girl in a coma

I: the mother

                       I sit by your side as sleep blossoms

                       within you, unfolding like a morning glory at dawn. Long ago

                       the doctors sent you home. Friends no longer

                       come to visit; they have children

                       of their own to care for.  twenty-nine years

                       you have lain here. never

                       blinking, never smiling. Still a young girl: never

                       a first kiss or love but

                       graying hair and sagging skin. still

                       a young girl.  never a first kiss, love                 you are no longer

                       my daughter.   you are

                       a ritual, an unanswered


II: the sister

                       systematic tubes and hums

                       decorate your room. unlike

                       the soft stuffed animals that have hibernated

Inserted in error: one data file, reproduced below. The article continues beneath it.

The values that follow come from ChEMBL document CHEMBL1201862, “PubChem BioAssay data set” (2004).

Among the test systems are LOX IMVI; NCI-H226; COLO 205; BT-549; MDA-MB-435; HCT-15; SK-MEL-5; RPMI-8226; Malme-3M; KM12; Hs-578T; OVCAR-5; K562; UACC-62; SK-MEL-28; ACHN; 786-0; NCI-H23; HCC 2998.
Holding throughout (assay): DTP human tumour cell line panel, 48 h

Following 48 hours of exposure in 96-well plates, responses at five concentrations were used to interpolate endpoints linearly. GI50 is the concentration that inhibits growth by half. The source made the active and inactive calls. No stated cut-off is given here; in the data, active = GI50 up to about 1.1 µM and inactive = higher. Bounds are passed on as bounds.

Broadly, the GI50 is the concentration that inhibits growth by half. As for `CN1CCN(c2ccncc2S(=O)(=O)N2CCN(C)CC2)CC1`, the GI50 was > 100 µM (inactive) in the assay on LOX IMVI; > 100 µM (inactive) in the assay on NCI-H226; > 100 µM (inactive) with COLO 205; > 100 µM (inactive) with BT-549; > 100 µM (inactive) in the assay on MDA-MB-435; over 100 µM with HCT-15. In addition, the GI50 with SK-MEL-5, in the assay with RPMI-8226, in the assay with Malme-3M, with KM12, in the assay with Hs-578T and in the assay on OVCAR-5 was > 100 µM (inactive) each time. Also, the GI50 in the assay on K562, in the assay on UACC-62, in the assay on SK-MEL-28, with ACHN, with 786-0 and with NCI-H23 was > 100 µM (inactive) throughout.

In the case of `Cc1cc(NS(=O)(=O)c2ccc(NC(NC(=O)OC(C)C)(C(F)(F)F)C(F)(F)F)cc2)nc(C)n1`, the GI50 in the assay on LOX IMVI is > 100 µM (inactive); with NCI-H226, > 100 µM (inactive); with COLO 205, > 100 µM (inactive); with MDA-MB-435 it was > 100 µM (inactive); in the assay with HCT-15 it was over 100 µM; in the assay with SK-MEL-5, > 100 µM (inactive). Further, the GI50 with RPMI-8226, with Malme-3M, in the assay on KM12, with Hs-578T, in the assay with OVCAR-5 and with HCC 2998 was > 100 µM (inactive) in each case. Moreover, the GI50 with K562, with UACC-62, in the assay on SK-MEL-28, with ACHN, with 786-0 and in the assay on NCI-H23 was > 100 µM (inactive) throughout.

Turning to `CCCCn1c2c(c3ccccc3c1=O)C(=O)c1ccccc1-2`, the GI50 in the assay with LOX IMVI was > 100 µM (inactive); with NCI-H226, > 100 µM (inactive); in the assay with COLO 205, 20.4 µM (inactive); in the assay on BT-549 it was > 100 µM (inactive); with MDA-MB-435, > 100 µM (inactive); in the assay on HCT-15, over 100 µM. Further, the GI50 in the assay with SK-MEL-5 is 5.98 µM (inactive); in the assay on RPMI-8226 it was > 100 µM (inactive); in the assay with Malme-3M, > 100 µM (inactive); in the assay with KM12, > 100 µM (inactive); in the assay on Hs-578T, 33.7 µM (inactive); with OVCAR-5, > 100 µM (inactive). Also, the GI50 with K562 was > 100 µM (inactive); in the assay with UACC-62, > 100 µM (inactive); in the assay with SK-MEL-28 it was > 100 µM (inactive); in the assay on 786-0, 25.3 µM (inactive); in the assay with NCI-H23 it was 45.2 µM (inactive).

long past their prime. coffined in dust.  mother

                       is always by your side, holding

                       your hand, holding to faith

                       years of worry, waiting crease her face.  mother

                       is always by your side.  years of worry. years

                       of waiting.  I can see the coma in her, too

III: the narrator

a casual  observer  watches tv  and sees a mother  talk about her daughter

who has been in a coma for years and he decides to write a poem about life:

but to capture in words

all the fear and wonder you will

feel in that first moment

you realize that you are old

and your life’s not been lived. looking

into your mother’s face, only vaguely familiar,

altered. How your voice will crackle

with lack of youth and use, and you will mouth:

“I’m old, mamma, I’m old.”

4 Comments Add yours

    1. Is that good? I hope.

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